“If you know anything about beavers, it’s probably that they build dams. These giant structures made of sticks, stones, and mud can reach heights up to 10 feet (3 meters) and lengths averaging 20 feet (6 meters) — though the biggest one ever found was significantly larger and could be seen from space. Dams completely alter the surrounding landscape, flooding the surrounding area and creating wetlands. It’s one reason beavers have often been considered pests that can cause serious damage when they build dams too close to homes or roads.”
“But scientists have also understood beavers’ importance as ‘ecosystem engineers‘ for decades. And as the climate crisis continues to worsen, newer studies are finding that beavers play a vital role in dampening its effects — especially in areas prone to fire, drought, and even heat waves. To build a more resilient future, it might be best to look to the beavers.”
Why do beavers matter as the planet heats up? Learn more about these heat wave heroes and their super wild, messy, essential habitats with Vox video journalist Kim Mas and ecohydrologist Dr. Emily Fairfax.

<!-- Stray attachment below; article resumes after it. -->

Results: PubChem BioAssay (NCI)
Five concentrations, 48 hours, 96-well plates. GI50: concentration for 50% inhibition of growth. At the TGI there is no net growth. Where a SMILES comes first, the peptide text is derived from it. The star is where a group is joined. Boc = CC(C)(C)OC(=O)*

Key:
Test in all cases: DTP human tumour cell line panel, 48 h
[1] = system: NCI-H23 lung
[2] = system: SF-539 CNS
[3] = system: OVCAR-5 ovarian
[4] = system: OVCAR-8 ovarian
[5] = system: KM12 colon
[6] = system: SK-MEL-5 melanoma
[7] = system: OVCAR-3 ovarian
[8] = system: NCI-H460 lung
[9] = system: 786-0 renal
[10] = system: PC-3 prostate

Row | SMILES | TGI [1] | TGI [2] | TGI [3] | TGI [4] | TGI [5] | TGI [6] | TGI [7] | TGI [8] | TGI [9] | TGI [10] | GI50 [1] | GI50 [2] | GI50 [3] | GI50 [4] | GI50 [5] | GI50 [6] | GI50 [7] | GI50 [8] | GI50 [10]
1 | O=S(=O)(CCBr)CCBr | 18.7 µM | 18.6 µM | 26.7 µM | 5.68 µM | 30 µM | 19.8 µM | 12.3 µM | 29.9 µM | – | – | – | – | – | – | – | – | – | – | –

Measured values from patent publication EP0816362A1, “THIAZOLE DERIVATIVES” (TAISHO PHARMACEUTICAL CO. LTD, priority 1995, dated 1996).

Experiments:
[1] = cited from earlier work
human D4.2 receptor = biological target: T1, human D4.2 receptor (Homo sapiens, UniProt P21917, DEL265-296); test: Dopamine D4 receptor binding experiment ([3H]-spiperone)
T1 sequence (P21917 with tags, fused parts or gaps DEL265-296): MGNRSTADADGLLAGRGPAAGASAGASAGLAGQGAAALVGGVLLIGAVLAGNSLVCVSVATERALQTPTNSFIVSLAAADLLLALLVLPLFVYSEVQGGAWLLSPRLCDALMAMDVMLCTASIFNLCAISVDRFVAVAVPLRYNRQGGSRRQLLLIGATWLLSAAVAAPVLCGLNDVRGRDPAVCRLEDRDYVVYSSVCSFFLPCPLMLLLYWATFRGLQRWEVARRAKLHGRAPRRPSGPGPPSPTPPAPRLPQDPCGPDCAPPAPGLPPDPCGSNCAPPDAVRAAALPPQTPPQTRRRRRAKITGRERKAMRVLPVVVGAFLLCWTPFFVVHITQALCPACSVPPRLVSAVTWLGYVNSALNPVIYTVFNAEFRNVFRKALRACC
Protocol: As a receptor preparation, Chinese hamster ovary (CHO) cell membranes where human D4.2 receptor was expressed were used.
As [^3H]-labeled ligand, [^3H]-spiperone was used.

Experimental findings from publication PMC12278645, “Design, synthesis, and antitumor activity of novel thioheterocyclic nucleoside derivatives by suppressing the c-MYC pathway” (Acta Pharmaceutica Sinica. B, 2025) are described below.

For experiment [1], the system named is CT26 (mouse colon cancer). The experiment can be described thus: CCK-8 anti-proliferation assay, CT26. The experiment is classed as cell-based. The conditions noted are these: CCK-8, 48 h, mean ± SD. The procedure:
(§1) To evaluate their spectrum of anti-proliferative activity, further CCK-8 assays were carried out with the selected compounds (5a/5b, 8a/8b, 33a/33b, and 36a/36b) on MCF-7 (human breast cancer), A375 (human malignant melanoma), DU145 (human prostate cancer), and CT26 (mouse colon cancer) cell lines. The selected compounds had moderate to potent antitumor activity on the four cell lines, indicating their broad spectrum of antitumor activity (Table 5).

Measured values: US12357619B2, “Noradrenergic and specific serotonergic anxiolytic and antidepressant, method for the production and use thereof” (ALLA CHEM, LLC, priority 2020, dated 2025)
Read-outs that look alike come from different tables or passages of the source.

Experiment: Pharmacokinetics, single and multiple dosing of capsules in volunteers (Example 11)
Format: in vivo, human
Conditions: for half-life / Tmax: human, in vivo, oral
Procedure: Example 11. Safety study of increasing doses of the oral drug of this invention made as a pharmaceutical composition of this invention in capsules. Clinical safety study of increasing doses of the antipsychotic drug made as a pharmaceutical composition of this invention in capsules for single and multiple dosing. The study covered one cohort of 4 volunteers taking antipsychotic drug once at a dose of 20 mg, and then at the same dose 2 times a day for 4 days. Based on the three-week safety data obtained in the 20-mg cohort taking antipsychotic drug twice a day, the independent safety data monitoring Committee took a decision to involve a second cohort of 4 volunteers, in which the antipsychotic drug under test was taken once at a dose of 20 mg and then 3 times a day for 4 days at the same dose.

Fairfax also created this wonderful stop-motion demonstration about beaver dams and wildfire.
Plus, more beavers on TKSST, including:
• What happens when beavers are reintroduced to England?
• How do living things change their environments?
• Beavers Maple and Filbert build dams together
This Webby award-winning video collection exists to help teachers, librarians, and families spark kid wonder and curiosity. TKSST features smarter, more meaningful content than what's usually served up by YouTube's algorithms, and amplifies the creators who make that content.
Curated, kid-friendly, independently-published. Support this mission by becoming a sustaining member today.